This was going to be a column insisting that Sen. Marco Rubio of Florida run for president of the United States. Now. Even though he has ruled out the possibility; even though he is but a baby senator. (Neither of these considerations has invariably stopped people in the past.)
But no: That's not this column. Not because I don't think it might be an excellent idea, but because I take a man at his word. He has a young family that has already endured a long and brutal campaign. And I'm actually not a fan of leaping from two minutes in the Senate to a potential presidency. As one seasoned political pro puts it: "We don't do ourselves or our future leaders any favors by rushing the wine before its time. Reagan would not have been nearly as good a president had he won in '68 or '76 as he was in '80, having been tempered by failure and steeled by defeat and adversity."
Marco Rubio isn't a savior; no one is. I get nervous when we act like any one politician or celebrity or hero is something more than he or she is. Rubio is a great freshman senator, who has not walked into the chamber preening like a rock star, as his detractors have claimed. He waited until June, in fact, to give his first speech on the Senate floor. He hasn't seemed to be poisoned by his press clips.
So I will leave the "Draft Rubio" efforts to others. But you don't have to draft him to notice that when Rubio speaks, people listen. He brings to the Senate floor the frustration, impatience and concern for the future of our country that fueled the tea-party movement that brought him, among others, to Washington this past January. He does so with a seeming ease, clarifying the issues.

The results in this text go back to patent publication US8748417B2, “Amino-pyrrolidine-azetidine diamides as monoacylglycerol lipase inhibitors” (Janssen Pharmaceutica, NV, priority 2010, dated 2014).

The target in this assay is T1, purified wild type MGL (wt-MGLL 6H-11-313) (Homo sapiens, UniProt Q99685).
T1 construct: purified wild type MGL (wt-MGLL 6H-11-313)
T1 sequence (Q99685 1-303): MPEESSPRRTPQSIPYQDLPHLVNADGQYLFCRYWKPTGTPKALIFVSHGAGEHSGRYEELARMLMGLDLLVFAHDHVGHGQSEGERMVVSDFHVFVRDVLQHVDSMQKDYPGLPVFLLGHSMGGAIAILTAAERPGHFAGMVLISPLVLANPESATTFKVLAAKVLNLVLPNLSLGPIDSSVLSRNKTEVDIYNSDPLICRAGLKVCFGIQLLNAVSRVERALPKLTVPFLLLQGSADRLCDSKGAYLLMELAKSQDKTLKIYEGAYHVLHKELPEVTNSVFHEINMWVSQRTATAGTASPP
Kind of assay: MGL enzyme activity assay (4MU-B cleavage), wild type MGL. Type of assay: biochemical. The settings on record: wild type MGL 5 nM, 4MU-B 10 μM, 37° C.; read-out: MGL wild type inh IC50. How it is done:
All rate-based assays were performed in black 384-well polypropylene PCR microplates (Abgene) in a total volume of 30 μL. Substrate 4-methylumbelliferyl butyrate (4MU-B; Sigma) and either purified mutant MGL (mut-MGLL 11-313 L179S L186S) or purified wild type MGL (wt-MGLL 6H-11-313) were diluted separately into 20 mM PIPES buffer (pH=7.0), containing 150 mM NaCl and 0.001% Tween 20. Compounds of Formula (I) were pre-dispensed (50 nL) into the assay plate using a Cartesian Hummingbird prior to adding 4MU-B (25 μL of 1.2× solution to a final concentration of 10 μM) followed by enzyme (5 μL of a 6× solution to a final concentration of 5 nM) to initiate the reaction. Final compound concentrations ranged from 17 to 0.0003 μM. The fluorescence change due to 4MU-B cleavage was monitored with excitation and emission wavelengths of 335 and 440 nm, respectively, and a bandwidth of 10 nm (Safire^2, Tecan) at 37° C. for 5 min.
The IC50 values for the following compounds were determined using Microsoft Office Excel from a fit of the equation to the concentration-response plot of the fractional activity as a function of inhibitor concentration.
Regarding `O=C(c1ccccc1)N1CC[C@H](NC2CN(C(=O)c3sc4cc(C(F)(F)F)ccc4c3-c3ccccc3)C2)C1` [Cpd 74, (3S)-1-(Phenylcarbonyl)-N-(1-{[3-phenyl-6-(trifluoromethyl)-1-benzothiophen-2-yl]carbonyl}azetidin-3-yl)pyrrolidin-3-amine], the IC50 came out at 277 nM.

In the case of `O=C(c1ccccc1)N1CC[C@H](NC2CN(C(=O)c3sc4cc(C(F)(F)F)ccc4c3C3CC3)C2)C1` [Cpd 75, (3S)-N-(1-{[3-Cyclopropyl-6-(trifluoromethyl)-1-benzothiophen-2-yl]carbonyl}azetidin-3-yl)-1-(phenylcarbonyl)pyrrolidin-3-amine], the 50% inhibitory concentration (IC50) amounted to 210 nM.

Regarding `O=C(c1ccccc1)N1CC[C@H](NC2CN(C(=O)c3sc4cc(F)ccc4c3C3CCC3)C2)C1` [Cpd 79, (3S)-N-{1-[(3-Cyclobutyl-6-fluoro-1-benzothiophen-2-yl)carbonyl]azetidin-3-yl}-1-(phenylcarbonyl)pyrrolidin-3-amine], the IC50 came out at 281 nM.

After speaking to the Senate during the last Saturday in July, the Florida freshman gained 14 approval points, according to a Quinnipiac poll of his state's voters.
This impressive surge was due to a single Saturday speech on the debt-ceiling debate in Washington.
In his remarks, Rubio blasted "compromise that's not a solution" as a "waste of time." He said: "If my house was on fire, I can't compromise about which part of the house I'm going to save. You save the whole house or it will all burn down. We either save this country or we do not. And to save it, we must seek solutions."
He said, before voting against the debt-ceiling deal, that "Americans are looking at Washington with anger, disgust, and concern that maybe America's problems are just too big for our leaders to solve."
Later that afternoon, he offered some closing thoughts, laying out the competing worldviews that rule Washington. And, as if reminding voters that you get the government you ask for, he noted that the divide wasn't a Washington creation, that it instead reflects a split in America about what government is for and should be about.
"We borrow $120 billion a month to pay our $300 billion-a-month bill," Rubio said. "And that's just too much money." Nothing to disagree with there.
And so we debate the role of government over and over again. Does it exist to provide economic justice or opportunity? Do we tax the rich more because they make more money than they need, or bring in more taxpayers?
And there may not always be a compromise; choices need to be made. "Ultimately, we may find that between these two points there may not be a middle ground," Rubio said.
I could go on. But you can listen yourself. Listen particularly to a conversation Rubio recently had with Wisconsin Rep. Paul Ryan, chairman of the budget committee. Ryan is another rising politician who is getting nudged to run for president. Why? Because he wants to find solutions; because he knows of what he speaks and because he can communicate his convictions about making America an exceptional, prosperous place for posterity.
This is also the heart of Rubio's message: We face a "generational choice," and every citizen has the power in their vote to write the story of how we kept the American dream alive.